YORK City’s new striker Ben Everson has travelled the world to fulfil his lifetime ambition of becoming a professional footballer in England – just 50 miles from home.
Middlesbrough-born Everson, who made his City debut as a substitute in the 0-0 draw with Aldershot last Saturday, played Northern League football for Guisborough Town and Shildon before crossing the Atlantic to represent West Texas A&M University for five years.
Following a trial in Israel, he played for Icelandic premier division Breidablik last year before, at the age of 25, he decided it might be an ideal time to try his luck on more familiar shores.
On his little-worn journey from Teesside to North Yorkshire, Everson said: “I did not think playing in England would be a possibility but I wanted to give it a try and contacted an agent after the season ended in Iceland in September and he said he could sort me out with a trial at York.
“I think any boy that grows up in England always wants to be a professional footballer but my route there has been a bit strange. I have been joking with my family that I’ve had to go all the way to America and Iceland to make it and I’ve ended up signing for a club just an hour from home but I’d like to thank the manager for giving me that chance.
“I’ve been really impressed with all the lads and coaching and am enjoying my time at the club.”
Everson was briefly on the books of then Football League outfit Darlington at the age of 12 but, having not gone on to graduate through the normal academy path to the professional ranks, feels that has made him hungrier to be successful at his later stage of life.
He added: “I was not given a lot of chances that other lads were when I was younger and, if it was not for getting an opportunity to play professionally in Iceland last season, I’m sure York would not have taken me on trial. It’s good to get an opportunity that did not look likely and I am determined to do well.”
Off the pitch in the USA, Everson earned himself a sports science degree and was halfway through a Masters course in kinesiology (human kinetics) before the opportunity came to play in Iceland.
“There were a lot of good players over there,” he said of his five years in America. “In our team, there were players from Denmark, South Africa and Portugal and the coaching was good so I learned a lot.”
Had it not been for restrictions on overseas players, Everson might also have been rubbing shoulders with the likes of Thierry Henry, David Beckham and Robbie Keane.
“I tried to play in MLS and went on trial with Kansas City Chiefs and San Jose Earthquakes but they did not want to use a foreign spot on me because they only get eight so that’s why that ended,” he explained. “I also went on trial with a team in Israel but got injured the first time I went out there.
“Basically, I’ve taken every opportunity to go wherever football has taken me.”
In Iceland, Everson was tackling teams including the likes of former Premier League pair Nigel Quashie and Joey Gudjonsson, as well as one-time Championship performer Tomi Ameobi, in front of 2,000-strong crowds during his first taste of top-flight football in a country.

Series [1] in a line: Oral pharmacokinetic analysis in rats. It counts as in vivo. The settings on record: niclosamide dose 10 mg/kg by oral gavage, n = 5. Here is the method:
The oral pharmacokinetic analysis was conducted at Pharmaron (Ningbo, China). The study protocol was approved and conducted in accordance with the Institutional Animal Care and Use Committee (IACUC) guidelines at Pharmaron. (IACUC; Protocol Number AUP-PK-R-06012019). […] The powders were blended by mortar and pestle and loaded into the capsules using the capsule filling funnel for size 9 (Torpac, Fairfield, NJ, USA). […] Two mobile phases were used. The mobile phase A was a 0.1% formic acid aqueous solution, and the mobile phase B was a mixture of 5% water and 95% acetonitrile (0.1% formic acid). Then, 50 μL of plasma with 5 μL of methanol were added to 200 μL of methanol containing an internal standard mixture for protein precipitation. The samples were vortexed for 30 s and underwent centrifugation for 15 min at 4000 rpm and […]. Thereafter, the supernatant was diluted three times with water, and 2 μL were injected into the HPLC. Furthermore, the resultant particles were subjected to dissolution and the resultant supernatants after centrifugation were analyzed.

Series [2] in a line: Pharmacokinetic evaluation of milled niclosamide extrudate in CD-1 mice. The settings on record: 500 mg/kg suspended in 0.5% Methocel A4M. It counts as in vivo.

On that experience, he said: “It was fantastic. It’s a good, up-and-coming league and all the teams try to play football.
“When I first went over there, I signed for a club Tindastoll that had been just promoted from the third division to the second and we were expected to struggle.
“The newspapers were saying we were only going to win two games all season but, after ten, we were fourth in the table and I was the top scorer in the league.
“I then went to one of the biggest clubs in Iceland, Breidablik, and played in the premier division and we qualified for the Europa League.”
Following his spell in the Nordic country, you would expect the current cold snap to present few problems for City’s transfer window recruit but, as he explains, he did not experience the extremes of Icelandic weather when temperatures can plummet to -30 degrees, saying: “It was pretty cold in April when I first went out there and when I was leaving as well, but the season lasts from May to September and the weather is all right then.
“The rest of the year is freezing but, luckily, I wasn’t over there in winter time.”
On top of his international odyssey, Everson has also played futsal in the past for Middlesbrough.
And he was convinced all professionals would benefit from playing the five-a-side game that uses a smaller, heavier ball.
Everson even claimed that England boss Roy Hodgson would have greater talent at his disposal if that was the case.
“Futsal is a fantastic game,” he added.
“It helps sharpness, as well as your movement and ball control and, if more English lads played futsal, we would have a better national team.”
He is now placing all his focus on the 11-a-side game, however, as he strives to make an impression for the Minstermen in League Two.
On that challenge, he said: “It’s hard to have any expectations.
“I just want to play as much football as I can at this level and, as soon as I have played a few games, I will know how well I can do.”
• JAMEEL IBLE has signed for York City until the end of the season.
The teenage defender, who impressed in Tuesday’s pre-season loss against Scunthorpe United at Bootham Crescent, has moved from Evo-Stik League first division side Salford City, where he had been a regular in the first team.